I like hiring rental cars. Modern low mileage cars that I wouldn’t tend to own myself. Over the Christmas period I hired a Toyota Yaris, of the manual transmission variety. These are my thoughts on the car.
There aren’t many rental companies that still have manual cars, I guess it’s a combo of people wanting autos for ease of use, and the risk of someone who can’t handle a manual causing damage to the car. Thankfully I know how to operate a manual gearbox, so manual is my preferred option.
This years rental was a 2015 Toyota Yaris, with the 1.3L and 5 speed manual. Obviously it’s the low spec, “fleet special” and had limited features, but it was still reasonably well equipped for a compact car.
The styling of the facelift Yaris is fairly aggressive, with lots of angles and this big gaping front grille (albeit mostly fake and blanked off). It looks modern and doesn’t have that soft Fisher-Price look that a lot of small cars have.
Unfortunately the low spec Yaris doesn’t get the cool LED headlights the higher model does, its stuck with trusty old, not as bright, halogen bulbs.
The single wiper is an interesting design choice. It works well though and clears a lot of the windscreen, but the screen wash jet is terrible. It’s mounted on the wiper arm, and doesn’t spray directly onto the glass like most. When you first trigger the jet, it just shoots a high pressure stream of water across the car, at the blade. It means the first wipe doesnt clear the screen at all, in fact it smears and makes it worse. The second wipe then has the duty of clearing it all away.
What it does get though, is a ton of airbags (7 of the things), pre-tensioner seat belts, hazard lights that flash when you brake heavily (when you’re trying to avoid the chicken crossing the road), traction control, stability control and a 5-star safety rating. It’s very safe for a small car, and even though it’s smaller than the Honda, it’s safer and better equipped.
The 1.3L 2NZFE engine isn’t going to set the world alight with its massive 84HP/63KW of power at 6000RPM, and I suspect it would be as dull as a brick in automagic form, but the 5 speed manual gearbox allows you to really push the engine and keep it in the power band. The clutch is light and has a nice progressive bite, and although the shifter has a rubbery feel to it, the throw isn’t too long and it slots in and out of gear nicely, making for some great high RPM fun on the twisty Canterbury back roads.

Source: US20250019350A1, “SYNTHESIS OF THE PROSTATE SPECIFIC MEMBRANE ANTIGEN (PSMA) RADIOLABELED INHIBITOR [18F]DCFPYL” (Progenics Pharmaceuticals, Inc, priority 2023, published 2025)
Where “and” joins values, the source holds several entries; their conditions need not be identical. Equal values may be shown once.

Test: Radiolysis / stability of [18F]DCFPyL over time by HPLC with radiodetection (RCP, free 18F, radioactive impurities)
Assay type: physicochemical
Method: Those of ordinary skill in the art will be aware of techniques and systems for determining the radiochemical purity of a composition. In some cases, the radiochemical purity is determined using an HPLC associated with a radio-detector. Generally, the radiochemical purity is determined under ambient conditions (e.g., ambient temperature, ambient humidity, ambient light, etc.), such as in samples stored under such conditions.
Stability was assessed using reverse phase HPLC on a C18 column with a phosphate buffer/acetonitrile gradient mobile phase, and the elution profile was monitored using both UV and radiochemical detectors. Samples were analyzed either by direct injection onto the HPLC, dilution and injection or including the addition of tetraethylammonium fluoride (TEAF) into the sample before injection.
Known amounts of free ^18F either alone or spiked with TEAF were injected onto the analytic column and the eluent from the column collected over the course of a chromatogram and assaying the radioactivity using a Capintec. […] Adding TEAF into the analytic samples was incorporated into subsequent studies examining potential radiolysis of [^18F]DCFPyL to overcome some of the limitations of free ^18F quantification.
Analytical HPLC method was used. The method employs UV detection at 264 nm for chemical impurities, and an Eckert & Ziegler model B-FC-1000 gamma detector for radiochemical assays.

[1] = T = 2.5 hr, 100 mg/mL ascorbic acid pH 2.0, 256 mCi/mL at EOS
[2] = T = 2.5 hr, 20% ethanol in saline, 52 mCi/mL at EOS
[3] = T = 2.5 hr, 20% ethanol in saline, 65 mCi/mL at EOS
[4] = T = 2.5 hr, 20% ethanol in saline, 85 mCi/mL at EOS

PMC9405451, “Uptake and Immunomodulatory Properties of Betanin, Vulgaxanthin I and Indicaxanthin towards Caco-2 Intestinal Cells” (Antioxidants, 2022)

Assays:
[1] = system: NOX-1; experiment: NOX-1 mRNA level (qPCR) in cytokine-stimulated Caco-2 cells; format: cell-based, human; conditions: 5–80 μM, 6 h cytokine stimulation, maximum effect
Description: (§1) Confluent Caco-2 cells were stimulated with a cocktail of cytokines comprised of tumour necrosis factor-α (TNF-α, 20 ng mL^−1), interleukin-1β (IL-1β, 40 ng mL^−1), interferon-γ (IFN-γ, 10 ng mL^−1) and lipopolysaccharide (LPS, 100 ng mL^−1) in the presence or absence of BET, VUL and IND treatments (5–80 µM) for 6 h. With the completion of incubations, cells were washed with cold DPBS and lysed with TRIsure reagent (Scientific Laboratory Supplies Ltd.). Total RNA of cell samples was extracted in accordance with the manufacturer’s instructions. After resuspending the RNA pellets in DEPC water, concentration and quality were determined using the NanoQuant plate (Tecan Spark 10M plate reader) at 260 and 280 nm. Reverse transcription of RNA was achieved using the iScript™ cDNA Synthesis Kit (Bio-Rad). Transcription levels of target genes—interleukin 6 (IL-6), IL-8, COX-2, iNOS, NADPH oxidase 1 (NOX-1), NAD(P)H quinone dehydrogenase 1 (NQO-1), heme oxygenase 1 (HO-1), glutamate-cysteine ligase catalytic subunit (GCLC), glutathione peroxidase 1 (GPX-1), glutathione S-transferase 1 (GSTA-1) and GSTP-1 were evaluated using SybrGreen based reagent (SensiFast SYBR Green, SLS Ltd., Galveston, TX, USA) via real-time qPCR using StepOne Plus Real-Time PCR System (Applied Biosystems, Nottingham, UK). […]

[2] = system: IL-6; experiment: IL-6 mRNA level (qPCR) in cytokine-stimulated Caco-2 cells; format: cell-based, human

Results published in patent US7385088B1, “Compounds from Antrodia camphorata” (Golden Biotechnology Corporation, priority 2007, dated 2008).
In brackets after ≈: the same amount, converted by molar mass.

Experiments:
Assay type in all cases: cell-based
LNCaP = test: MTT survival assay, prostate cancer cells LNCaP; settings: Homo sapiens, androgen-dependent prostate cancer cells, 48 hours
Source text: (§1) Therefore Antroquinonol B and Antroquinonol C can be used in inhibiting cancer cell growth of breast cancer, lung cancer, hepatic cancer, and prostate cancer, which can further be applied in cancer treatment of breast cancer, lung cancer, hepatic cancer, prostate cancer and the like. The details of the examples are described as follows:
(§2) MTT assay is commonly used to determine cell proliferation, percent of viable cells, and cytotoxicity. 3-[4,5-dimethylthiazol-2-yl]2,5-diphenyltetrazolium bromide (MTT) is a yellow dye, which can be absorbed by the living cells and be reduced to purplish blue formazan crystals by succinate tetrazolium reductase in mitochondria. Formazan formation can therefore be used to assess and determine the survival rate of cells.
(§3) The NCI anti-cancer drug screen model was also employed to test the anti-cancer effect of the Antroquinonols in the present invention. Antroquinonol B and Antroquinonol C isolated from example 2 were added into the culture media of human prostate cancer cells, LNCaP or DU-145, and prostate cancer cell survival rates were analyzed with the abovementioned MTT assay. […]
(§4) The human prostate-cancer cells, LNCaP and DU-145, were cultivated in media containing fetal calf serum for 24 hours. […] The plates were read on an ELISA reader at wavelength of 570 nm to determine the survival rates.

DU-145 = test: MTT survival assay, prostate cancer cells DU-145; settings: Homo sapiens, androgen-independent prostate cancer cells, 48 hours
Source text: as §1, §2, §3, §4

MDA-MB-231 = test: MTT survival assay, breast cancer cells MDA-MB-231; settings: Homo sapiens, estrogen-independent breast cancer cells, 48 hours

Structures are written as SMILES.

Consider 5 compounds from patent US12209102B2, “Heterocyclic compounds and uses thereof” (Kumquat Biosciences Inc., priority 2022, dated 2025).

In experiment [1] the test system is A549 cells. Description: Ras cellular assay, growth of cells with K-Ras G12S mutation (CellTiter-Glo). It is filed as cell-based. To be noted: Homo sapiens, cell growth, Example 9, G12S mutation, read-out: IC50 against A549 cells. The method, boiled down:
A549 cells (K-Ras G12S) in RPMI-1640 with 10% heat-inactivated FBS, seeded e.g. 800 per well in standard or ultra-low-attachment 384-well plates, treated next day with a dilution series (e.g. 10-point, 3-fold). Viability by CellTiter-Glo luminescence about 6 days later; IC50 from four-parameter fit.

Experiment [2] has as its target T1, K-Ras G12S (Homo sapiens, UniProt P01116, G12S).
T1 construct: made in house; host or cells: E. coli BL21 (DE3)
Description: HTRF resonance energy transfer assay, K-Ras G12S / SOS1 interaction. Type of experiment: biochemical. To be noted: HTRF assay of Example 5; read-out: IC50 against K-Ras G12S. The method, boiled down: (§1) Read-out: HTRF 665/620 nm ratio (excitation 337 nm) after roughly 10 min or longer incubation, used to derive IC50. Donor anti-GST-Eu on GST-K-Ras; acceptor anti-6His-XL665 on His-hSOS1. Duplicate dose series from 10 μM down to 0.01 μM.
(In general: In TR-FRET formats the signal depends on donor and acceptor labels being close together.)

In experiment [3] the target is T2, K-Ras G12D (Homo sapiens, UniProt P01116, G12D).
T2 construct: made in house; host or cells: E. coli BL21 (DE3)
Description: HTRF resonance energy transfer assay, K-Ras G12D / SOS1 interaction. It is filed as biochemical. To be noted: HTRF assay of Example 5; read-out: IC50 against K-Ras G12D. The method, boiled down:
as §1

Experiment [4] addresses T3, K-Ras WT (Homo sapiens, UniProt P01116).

The engine pulls well (as well as 121NM can) from down low, likely the work of the wondrous Variable Valve Timing technology, but starts to feel very wheezy and restricted in the top end, which makes it hard to really use that maximum power output, not to mention redline is only 500RPM higher than peak power. I found best drivability was around the 4000-5000RPM mark, which just happens to be where peak torque is. We still managed to get 6.1L/100km average, with plenty of around town driving and lots of trips to high RPM. It could benefit from a 6th gear overdrive on the open road though, to bring the cruise RPM down.
In terms of the handling, it’s not as bad as I would expect for the little econobox, and actually handles better than the Honda does. Once again it won’t set any records, but clearly the curb weight of a Ton makes quite a difference. It’s not sporty handling, but comfortable with minimal body roll. Gravel road handling and stability was pretty neutral, with minimal sway in a straight line, and good tracking around corners. Despite having traction and stability control, neither are there to kill the fun straight away like some, and will allow some “spirited” driving. If you really needed be unleash your inner idiot, there is a button to kill both features.
The interior was where it was showing its “fleet special” package. Lots of hard, dark plastic, a rubber gear knob and a plastic wrapped steering wheel. Yes, I understand it’s all very hard-wearing, but it wasnt the nicest user interface. Even a leather wrapped steering wheel from the higher model would make a big difference in feel.
In saying that though, the seats were very comfortable, with very good bolstering. Even after spending multiple hours in the captain’s seat, I never got sore.
An abundance of cup/bottle holders were dotted around the interior, but there is only one storage compartment in the front, the glove box, and it wasn’t the largest. Rear seat space is OK for the size of the car, with rear seat passengers not being too squished up. The boot has an OK amount of space, but it does have a weird and completely pointless false floor that lifts out, and leaves a usable boot space but nowhere to store the false floor, other than the back seats.
Interior features include a 6.1″ touch screen stereo headunit, which also displays the feed from the reverse camera. Bluetooth, USB, AUX, 6 speakers, cruise control, and remote keyless entry are included. The steering wheel also had controls for the stereo, and bluetooth phone controls.
Overall, it’s a decent car to drive and after about 700KM I kinda grew to like the wee thing. I wouldn’t own one, there just isn’t enough power on tap when you need it and the boot is far smaller than the Honda’s, but it made a good run at being the World’s Fastest Car.